It is uncertain to which Greek god this temple is dedicated. There is an assumption that it is to the god Hephaestus, god of volcanos and blacksmithing in Greek Mythology, and the one who created the armor for Achilles in the epic poem 'The Iliad." Sculptures of worship of him were found in the temple, and it is important to mention that sculptures of Athena were also found, the goddess of pottery and crafts.
On the other hand, it is completely possible that the temple was dedicated to the hero Theseus. Metopes were found here, a kind of rectangular slates, containing reliefs that told his stories.
Its building, by the way, was led by the legendary Athens leader, Pericles, and it was the first temple built in Athens of marble. In the 7th century, this temple was converted to the St. George Akamas Church, with a surrounding wall. In the 19th century, protestant soldiers were buried here, who died in the Greek Independence War of 1821. In 1834 it became a museum, and at the start of the 21st century, it was restored back to its original design as a Greek temple.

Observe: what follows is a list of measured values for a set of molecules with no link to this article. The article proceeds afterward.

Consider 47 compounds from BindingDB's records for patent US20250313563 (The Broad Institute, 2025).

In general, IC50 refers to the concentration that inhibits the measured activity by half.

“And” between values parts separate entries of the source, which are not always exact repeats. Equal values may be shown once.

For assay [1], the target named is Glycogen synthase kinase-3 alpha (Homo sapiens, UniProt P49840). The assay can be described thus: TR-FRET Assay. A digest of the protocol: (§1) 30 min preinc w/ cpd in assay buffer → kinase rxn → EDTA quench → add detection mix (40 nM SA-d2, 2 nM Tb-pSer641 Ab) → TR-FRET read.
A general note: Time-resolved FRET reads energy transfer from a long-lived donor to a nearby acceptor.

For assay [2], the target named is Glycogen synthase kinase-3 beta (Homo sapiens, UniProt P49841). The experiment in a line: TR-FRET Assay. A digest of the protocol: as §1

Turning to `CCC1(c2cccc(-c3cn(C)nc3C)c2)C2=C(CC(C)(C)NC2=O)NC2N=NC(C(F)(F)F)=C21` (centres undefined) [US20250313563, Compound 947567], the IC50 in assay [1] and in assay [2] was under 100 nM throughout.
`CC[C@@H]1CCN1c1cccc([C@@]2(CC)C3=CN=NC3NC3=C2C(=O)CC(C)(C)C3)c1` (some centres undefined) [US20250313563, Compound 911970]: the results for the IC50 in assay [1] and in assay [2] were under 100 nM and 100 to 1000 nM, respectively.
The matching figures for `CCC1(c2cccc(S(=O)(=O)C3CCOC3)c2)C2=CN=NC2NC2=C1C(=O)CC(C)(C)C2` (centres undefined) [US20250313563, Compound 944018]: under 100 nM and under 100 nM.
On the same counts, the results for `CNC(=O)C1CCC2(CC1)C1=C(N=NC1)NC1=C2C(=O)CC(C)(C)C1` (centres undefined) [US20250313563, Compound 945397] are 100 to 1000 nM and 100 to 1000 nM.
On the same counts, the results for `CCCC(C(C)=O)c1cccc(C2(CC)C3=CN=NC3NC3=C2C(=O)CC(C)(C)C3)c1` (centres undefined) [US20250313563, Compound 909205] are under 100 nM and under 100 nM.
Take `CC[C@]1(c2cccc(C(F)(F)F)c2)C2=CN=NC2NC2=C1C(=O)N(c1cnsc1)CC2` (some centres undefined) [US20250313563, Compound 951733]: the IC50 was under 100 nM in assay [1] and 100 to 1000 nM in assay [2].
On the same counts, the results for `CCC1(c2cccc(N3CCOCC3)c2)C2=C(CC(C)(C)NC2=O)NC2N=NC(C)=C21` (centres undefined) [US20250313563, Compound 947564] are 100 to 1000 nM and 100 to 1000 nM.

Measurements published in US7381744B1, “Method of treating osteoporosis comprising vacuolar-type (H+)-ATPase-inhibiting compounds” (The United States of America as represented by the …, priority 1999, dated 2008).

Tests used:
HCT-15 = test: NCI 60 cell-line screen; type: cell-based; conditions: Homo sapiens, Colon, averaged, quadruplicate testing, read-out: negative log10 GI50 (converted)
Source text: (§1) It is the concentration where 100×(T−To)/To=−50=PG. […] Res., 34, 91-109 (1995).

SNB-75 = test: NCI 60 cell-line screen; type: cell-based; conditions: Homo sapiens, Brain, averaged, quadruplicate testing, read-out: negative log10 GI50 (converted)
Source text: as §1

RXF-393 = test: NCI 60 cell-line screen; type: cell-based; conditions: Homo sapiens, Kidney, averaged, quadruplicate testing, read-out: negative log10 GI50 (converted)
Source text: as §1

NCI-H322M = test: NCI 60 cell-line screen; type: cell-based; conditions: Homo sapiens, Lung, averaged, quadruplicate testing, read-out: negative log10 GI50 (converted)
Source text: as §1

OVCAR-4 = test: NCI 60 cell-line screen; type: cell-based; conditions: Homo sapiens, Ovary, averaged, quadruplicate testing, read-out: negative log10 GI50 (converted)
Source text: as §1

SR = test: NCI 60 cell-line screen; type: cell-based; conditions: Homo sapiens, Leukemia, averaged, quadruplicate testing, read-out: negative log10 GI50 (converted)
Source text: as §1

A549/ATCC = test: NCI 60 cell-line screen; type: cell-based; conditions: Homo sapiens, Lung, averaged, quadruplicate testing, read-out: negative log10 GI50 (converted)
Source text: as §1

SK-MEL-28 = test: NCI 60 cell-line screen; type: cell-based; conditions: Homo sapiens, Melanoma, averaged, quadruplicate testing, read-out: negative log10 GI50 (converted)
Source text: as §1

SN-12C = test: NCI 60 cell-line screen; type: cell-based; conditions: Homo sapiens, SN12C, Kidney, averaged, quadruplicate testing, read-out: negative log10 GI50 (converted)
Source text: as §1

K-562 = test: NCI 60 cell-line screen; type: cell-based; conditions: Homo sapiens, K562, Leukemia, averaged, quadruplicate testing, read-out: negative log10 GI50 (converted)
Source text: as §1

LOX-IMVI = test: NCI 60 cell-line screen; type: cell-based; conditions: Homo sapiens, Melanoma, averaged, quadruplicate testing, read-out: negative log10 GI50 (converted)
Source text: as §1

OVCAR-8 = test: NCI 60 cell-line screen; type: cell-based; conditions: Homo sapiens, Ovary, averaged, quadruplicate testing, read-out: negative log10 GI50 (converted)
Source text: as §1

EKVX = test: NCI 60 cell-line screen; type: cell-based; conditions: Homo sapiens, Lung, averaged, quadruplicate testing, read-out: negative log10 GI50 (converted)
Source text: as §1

Either way, Hephaisteion is considered the best-preserved temple in Athens in consideration of its old age, about 2,500 years, its condition is still completely in one piece, that enables visitors a glimpse into the past.
The Temple of Hephaistos is elevated around the Ancient Agora, and is in a rectangular shape, closed off on three sides. The fourth and open side lets the sunrays into the structure, straight into the temple.
The inner space of the temple is surrounded by Doric pillars on four sides. In the temple are 34 of these Doris pillars, who support the roof that has partially survived. Notice that wooden roof, with ceramic tiles above the temple.
You can see at the entrance to the temple the horizontal decorations from stone, that adorn the tops of the pillars following the entrance into the temple's hall. Notice the plaques that describe the events of the heroes of Athens, Theseus and Herakles.